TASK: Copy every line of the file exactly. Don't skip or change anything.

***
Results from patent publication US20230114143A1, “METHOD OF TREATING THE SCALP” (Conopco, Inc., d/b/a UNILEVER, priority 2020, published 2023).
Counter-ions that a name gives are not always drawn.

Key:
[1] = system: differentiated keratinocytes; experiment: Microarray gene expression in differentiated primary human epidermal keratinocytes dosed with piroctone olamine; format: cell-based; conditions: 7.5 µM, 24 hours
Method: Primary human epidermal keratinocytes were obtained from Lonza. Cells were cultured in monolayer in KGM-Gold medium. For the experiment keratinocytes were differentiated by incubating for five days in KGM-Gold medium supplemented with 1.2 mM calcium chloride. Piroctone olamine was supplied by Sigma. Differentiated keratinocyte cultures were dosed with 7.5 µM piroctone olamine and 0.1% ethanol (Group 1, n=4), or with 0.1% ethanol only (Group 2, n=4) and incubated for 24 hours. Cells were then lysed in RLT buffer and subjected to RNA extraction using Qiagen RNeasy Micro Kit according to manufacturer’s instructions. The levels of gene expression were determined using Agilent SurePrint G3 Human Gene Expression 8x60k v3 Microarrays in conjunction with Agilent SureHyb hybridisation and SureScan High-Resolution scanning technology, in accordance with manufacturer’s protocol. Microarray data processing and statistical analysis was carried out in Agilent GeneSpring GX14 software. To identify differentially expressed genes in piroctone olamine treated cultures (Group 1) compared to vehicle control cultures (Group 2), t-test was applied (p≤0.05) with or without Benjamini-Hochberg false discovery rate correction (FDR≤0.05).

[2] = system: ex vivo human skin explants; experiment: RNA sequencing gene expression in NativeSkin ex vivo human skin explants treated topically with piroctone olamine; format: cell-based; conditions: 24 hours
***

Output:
Results from patent publication US20230114143A1, “METHOD OF TREATING THE SCALP” (Conopco, Inc., d/b/a UNILEVER, priority 2020, published 2023).
Counter-ions that a name gives are not always drawn.

Key:
[1] = system: differentiated keratinocytes; experiment: Microarray gene expression in differentiated primary human epidermal keratinocytes dosed with piroctone olamine; format: cell-based; conditions: 7.5 µM, 24 hours
Method: Primary human epidermal keratinocytes were obtained from Lonza. Cells were cultured in monolayer in KGM-Gold medium. For the experiment keratinocytes were differentiated by incubating for five days in KGM-Gold medium supplemented with 1.2 mM calcium chloride. Piroctone olamine was supplied by Sigma. Differentiated keratinocyte cultures were dosed with 7.5 µM piroctone olamine and 0.1% ethanol (Group 1, n=4), or with 0.1% ethanol only (Group 2, n=4) and incubated for 24 hours. Cells were then lysed in RLT buffer and subjected to RNA extraction using Qiagen RNeasy Micro Kit according to manufacturer’s instructions. The levels of gene expression were determined using Agilent SurePrint G3 Human Gene Expression 8x60k v3 Microarrays in conjunction with Agilent SureHyb hybridisation and SureScan High-Resolution scanning technology, in accordance with manufacturer’s protocol. Microarray data processing and statistical analysis was carried out in Agilent GeneSpring GX14 software. To identify differentially expressed genes in piroctone olamine treated cultures (Group 1) compared to vehicle control cultures (Group 2), t-test was applied (p≤0.05) with or without Benjamini-Hochberg false discovery rate correction (FDR≤0.05).

[2] = system: ex vivo human skin explants; experiment: RNA sequencing gene expression in NativeSkin ex vivo human skin explants treated topically with piroctone olamine; format: cell-based; conditions: 24 hours